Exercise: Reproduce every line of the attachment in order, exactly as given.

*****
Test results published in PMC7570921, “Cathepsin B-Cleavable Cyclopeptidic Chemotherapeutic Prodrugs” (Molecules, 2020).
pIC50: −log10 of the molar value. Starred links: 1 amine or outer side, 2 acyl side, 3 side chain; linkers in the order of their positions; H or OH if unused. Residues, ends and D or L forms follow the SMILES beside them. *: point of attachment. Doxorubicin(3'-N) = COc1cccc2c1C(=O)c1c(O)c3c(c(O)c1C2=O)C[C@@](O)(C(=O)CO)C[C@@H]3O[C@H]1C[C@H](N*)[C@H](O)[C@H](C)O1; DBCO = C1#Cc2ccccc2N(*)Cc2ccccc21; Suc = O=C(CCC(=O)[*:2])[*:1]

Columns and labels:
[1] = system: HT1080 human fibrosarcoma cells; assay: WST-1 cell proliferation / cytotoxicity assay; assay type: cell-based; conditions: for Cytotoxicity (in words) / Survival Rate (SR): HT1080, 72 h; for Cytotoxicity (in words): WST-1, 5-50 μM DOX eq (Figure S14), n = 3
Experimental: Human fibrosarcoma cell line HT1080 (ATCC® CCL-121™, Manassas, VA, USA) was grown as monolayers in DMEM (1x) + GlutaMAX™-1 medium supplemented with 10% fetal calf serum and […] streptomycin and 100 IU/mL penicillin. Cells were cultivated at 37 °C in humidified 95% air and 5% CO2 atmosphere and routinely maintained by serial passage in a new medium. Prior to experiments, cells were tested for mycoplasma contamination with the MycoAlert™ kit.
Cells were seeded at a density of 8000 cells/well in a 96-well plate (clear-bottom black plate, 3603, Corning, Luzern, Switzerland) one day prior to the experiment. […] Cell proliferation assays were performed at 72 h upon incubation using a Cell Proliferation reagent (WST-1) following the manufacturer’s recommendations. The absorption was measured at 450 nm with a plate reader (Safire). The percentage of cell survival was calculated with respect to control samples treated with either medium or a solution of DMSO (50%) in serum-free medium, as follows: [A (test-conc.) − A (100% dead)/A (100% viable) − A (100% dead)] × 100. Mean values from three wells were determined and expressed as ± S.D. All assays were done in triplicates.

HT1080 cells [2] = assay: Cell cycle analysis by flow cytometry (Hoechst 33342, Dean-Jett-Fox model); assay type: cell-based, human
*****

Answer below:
Test results published in PMC7570921, “Cathepsin B-Cleavable Cyclopeptidic Chemotherapeutic Prodrugs” (Molecules, 2020).
pIC50: −log10 of the molar value. Starred links: 1 amine or outer side, 2 acyl side, 3 side chain; linkers in the order of their positions; H or OH if unused. Residues, ends and D or L forms follow the SMILES beside them. *: point of attachment. Doxorubicin(3'-N) = COc1cccc2c1C(=O)c1c(O)c3c(c(O)c1C2=O)C[C@@](O)(C(=O)CO)C[C@@H]3O[C@H]1C[C@H](N*)[C@H](O)[C@H](C)O1; DBCO = C1#Cc2ccccc2N(*)Cc2ccccc21; Suc = O=C(CCC(=O)[*:2])[*:1]

Columns and labels:
[1] = system: HT1080 human fibrosarcoma cells; assay: WST-1 cell proliferation / cytotoxicity assay; assay type: cell-based; conditions: for Cytotoxicity (in words) / Survival Rate (SR): HT1080, 72 h; for Cytotoxicity (in words): WST-1, 5-50 μM DOX eq (Figure S14), n = 3
Experimental: Human fibrosarcoma cell line HT1080 (ATCC® CCL-121™, Manassas, VA, USA) was grown as monolayers in DMEM (1x) + GlutaMAX™-1 medium supplemented with 10% fetal calf serum and […] streptomycin and 100 IU/mL penicillin. Cells were cultivated at 37 °C in humidified 95% air and 5% CO2 atmosphere and routinely maintained by serial passage in a new medium. Prior to experiments, cells were tested for mycoplasma contamination with the MycoAlert™ kit.
Cells were seeded at a density of 8000 cells/well in a 96-well plate (clear-bottom black plate, 3603, Corning, Luzern, Switzerland) one day prior to the experiment. […] Cell proliferation assays were performed at 72 h upon incubation using a Cell Proliferation reagent (WST-1) following the manufacturer’s recommendations. The absorption was measured at 450 nm with a plate reader (Safire). The percentage of cell survival was calculated with respect to control samples treated with either medium or a solution of DMSO (50%) in serum-free medium, as follows: [A (test-conc.) − A (100% dead)/A (100% viable) − A (100% dead)] × 100. Mean values from three wells were determined and expressed as ± S.D. All assays were done in triplicates.

HT1080 cells [2] = assay: Cell cycle analysis by flow cytometry (Hoechst 33342, Dean-Jett-Fox model); assay type: cell-based, human